Bakal Boys (Ralston Jover, 2009)
English Title: Children Metal Divers
The first half of Ralston Jover's Bakal Boys (Children Metal Divers) is excellent filmmaking. Jover, writer of Brillante Mendoza's Manoro (The Teacher, 2006), Foster Child (2007), and Tirador (Slingshot, 2007), and Jeffrey Jeturian's Kubrador (The Bet Collector, 2006), gives an engaging glimpse of Baseco, one of Manila's most depressed areas, and its surrounding shorelines through the eyes of children who seek to augment their families' minuscule income by scavenging for junk metal and selling them. Opening with two best friends, 10 year-old Utoy (Meljon Ginto) and 12 year-old Bungal (Edgardo Olano, Jr.), being chased by a security guard for allegedly pilfering junk metal from a neighboring shipyard, the film's first half immerses its audience to the peculiar life these kids, by virtue of extreme poverty, are forced to live. Despite the dire circumstances that naturally presents itself, Jover treats the material with delightful levity, never forgetting that his subjects, no matter how much they are forced to grow up quicker than the rest, are still children. They are still preoccupied with such matters like play and friendship, juggling these juvenile needs and more with very real threats of pain, hunger and death.
From the mundaneness of these children's day-to-day existence, Jover finds lyric. From the overt grime, he uncovers an unlikely elegance. From the undignified treatment of life that leads to the triteness of death, he reveals a quiet compassion for his subjects. Virtually unadorned with the exception of the infrequent pleasant melodies composed by Teresa Barrozo, the film forgoes distance for intimacy. Jover's camera tireless follows these children as they play and work. The underwater scenes, where the camera shows the children swimming past floating dirt and debris, are not beautiful images in a traditional sense, considering that there is barely anything to be seen except for the constant browns of the cloudy water and the silhouettes of delicate children floating for long periods of time, yet it emphasizes the discomforting burden of childhood innocence and the struggle of livelihood that these children have to grow up with. There is an intriguing blur of play and work when we see these children, donning their worn out goggles and makeshift flippers, swimming in and out of the frame.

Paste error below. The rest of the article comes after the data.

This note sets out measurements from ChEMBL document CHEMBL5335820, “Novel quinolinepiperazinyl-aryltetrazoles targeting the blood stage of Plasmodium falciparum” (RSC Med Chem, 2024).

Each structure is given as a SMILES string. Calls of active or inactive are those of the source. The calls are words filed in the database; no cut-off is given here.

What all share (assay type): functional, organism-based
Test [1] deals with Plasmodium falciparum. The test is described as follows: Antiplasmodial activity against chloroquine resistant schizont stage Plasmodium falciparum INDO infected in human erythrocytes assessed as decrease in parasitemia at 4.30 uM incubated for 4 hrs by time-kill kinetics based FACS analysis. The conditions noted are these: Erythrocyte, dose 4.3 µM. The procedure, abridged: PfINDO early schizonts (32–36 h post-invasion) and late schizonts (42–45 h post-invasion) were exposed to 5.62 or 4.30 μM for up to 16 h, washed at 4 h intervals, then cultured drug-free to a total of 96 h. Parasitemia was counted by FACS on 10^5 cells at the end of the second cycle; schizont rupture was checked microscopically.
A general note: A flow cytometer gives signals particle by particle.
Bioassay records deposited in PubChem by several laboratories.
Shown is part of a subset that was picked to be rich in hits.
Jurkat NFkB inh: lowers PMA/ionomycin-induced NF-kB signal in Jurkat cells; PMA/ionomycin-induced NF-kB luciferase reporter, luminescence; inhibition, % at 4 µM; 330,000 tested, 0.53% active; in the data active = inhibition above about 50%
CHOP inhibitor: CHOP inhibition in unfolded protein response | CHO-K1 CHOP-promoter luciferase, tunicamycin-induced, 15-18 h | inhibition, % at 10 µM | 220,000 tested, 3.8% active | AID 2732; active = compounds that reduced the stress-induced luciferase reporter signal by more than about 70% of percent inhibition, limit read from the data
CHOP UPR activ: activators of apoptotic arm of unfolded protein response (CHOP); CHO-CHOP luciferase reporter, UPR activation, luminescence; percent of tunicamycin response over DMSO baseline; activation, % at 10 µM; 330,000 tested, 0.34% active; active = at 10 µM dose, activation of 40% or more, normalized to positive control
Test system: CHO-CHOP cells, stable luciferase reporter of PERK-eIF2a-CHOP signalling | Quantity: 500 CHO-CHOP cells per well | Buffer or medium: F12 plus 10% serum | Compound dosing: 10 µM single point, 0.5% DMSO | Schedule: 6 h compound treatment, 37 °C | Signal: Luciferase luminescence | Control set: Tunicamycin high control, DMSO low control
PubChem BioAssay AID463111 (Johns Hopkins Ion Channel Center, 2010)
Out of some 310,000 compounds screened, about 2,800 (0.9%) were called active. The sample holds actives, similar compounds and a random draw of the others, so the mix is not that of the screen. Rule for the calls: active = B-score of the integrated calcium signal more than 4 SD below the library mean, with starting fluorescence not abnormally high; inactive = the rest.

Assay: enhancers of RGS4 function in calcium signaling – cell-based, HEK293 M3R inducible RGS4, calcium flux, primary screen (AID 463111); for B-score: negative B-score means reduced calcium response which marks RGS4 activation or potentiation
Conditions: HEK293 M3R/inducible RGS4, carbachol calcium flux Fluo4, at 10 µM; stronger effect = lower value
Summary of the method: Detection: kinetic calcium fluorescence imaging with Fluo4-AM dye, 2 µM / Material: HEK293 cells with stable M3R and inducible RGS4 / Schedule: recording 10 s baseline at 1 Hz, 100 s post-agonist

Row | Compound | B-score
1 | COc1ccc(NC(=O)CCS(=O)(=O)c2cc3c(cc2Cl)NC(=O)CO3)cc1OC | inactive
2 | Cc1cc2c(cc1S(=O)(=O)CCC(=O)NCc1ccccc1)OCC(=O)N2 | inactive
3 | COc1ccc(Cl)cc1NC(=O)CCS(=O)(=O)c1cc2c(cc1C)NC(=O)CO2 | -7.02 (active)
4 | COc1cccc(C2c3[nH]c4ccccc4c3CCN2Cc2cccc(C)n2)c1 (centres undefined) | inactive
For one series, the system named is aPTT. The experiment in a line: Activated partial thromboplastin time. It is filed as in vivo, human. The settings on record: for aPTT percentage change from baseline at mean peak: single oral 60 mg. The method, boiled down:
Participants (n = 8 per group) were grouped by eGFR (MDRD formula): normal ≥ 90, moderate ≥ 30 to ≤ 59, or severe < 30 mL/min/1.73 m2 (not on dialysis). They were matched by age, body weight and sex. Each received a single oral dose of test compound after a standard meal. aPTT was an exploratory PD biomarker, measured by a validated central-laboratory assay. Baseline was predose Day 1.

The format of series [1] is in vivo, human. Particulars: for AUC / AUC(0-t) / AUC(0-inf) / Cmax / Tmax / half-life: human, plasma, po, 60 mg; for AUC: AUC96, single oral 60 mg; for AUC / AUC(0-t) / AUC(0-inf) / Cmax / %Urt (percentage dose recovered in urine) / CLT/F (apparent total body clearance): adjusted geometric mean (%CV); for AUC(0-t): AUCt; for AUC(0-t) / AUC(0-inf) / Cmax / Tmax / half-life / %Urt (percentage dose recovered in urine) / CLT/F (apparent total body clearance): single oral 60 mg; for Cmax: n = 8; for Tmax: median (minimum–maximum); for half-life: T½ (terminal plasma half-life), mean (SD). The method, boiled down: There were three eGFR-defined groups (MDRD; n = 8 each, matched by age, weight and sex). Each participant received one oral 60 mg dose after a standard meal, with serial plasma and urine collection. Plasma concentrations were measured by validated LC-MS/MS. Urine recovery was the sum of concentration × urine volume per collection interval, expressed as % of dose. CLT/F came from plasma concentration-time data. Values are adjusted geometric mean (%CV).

The sea, an endless expanse of space that the children sees as both a provider and a taker, is depicted with intrigue and mystery. Despite the overabundance of grueling reality, the film manages to evoke a faint mysticism, not much different from the magical attributes Mario O'Hara gifted polluted Manila Bay with in Babae sa Breakwater (Woman of the Breakwater, 2004). The enigmatic disappearance of Bungal, an emotional baggage that pervades the latter half of the film, is depicted with cool casualness. Alone, he jumps, with the suddenness of a random irrational decision, and swims further and further from the safety of land, and in a way, further and further from the hardships of living. That scene, precursored by the children planning their dive among other concerns, has the same curious abruptness Peter Weir's Picnic at Hanging Rock (1975), where young schoolgirls and their teacher suddenly disappear after an afternoon picnic. While Bakal Boys does not center on the lack of answers regarding the disappearance (Jover makes it clear that dozens of children drown weekly because of the practice), the film manages to give the sea a semblance of reverence, and more importantly, minimize the inevitable didactic repercussions of tackling such a socially relevant subject matter by delegating the drama of Bungal's disappearance or death off-screen.
Bakal Boys, however, without losing its sincerity, loses a bit of the realness that kept the first half afloat. Inescapably, after selling their haul (a particularly memorable scene where a shrewd scrap metal dealer haggles with the children) and dividing the earnings among themselves, the kids return to their respective homes, and the film expands its scope to involve adult matters. The adults are played by professional actors (Simon Ibarra as Utoy's father; Gina Pareño, who with her commonplace looks, can usually seamlessly meld with the settings and situations the characters she plays, as Bungal's grieving grandmother; Ketchup Eusebio, Jess Evardone, Cherry Malvar and Joe Gruta play various roles). Yet, there is an observable difference between how the actors and the real children inhabit their roles, how the actors are obviously playing a written character while the children are not, knowing the concrete grief caused by actually losing a best friend to the sea. The result, especially in scenes when the kids are with the actors, is a palpable awkwardness, which prevents me from fully investing myself to the rawness and immediacy of the human concern.
Still, Bakal Boys is very good. Instead of bludgeoning the film with the larger picture, Jover concentrates on accurately encapsulating the kids' day-to-day life in a span of less than two hours, clinging to the mundane and banal and finally, allowing the kids to tell their own stories without much directorial intervention. In a film that puts the triviality of life (to the point of death being a relief) in the midst of economic desperation as the forefront of its social discourse, it's quite impressive how Jover has kept the perspective wholly human.